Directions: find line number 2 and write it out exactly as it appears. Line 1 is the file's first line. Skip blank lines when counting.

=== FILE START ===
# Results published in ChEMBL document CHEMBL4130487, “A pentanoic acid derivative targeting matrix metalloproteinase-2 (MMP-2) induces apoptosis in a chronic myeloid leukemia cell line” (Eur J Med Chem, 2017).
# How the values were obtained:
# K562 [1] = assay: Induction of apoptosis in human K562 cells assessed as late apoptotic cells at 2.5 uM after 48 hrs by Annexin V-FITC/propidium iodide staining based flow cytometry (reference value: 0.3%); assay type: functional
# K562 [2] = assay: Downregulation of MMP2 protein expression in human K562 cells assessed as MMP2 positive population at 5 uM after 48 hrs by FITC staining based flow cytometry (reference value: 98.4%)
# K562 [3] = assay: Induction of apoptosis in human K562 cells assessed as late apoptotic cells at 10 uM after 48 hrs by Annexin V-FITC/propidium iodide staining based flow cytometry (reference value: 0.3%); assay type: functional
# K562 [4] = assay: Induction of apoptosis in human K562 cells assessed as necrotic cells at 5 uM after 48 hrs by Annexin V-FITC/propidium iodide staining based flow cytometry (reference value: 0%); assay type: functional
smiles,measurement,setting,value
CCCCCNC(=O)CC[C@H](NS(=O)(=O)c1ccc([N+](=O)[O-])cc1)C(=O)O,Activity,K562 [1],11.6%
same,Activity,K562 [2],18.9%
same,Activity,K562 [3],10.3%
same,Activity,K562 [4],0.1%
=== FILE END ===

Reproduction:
# How the values were obtained: